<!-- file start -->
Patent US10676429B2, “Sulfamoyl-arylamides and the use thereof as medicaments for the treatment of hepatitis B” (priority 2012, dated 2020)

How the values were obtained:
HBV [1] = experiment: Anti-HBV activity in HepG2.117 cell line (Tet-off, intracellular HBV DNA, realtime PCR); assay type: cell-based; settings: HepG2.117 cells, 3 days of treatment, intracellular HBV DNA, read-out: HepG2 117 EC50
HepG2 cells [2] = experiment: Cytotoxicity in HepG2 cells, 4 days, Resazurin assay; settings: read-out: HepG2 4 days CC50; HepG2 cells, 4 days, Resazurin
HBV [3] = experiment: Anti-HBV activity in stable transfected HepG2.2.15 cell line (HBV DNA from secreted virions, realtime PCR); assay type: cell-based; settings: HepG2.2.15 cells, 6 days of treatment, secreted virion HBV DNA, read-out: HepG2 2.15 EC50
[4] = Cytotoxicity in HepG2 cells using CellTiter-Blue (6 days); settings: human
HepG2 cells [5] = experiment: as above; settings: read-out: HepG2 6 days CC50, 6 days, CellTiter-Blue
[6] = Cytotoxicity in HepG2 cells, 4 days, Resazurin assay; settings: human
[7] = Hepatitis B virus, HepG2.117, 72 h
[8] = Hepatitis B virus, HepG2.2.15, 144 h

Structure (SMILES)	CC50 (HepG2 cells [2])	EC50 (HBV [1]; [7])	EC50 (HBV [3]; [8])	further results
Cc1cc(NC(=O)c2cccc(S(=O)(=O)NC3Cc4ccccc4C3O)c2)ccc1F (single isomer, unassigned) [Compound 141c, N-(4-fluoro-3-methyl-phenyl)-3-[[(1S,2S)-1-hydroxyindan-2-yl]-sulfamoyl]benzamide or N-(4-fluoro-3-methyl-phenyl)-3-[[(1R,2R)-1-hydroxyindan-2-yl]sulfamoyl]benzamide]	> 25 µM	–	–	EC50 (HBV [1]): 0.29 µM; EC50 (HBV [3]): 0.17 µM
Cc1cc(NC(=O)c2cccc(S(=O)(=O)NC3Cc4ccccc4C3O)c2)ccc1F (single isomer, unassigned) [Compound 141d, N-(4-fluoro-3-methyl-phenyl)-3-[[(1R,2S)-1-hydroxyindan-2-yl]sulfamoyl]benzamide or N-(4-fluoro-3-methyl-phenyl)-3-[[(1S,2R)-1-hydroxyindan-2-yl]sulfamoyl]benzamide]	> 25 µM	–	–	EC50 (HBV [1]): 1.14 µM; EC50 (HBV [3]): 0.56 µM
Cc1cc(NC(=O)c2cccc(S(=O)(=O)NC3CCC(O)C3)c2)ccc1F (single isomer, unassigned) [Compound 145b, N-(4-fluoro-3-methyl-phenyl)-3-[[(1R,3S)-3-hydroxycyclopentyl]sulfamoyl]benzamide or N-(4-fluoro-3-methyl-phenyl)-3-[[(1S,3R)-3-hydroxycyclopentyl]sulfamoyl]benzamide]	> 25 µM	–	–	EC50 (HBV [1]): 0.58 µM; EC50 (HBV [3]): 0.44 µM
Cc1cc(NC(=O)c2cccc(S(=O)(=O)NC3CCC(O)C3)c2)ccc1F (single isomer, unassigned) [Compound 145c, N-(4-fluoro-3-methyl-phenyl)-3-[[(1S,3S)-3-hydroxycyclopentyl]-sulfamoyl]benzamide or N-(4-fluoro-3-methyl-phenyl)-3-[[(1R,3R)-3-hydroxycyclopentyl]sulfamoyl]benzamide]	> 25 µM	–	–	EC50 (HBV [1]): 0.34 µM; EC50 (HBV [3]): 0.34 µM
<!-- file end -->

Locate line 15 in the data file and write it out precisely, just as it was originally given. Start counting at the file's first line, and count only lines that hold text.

Cc1cc(NC(=O)c2cccc(S(=O)(=O)NC3CCC(O)C3)c2)ccc1F (single isomer, unassigned) [Compound 145c, N-(4-fluoro-3-methyl-phenyl)-3-[[(1S,3S)-3-hydroxycyclopentyl]-sulfamoyl]benzamide or N-(4-fluoro-3-methyl-phenyl)-3-[[(1R,3R)-3-hydroxycyclopentyl]sulfamoyl]benzamide]	> 25 µM	–	–	EC50 (HBV [1]): 0.34 µM; EC50 (HBV [3]): 0.34 µM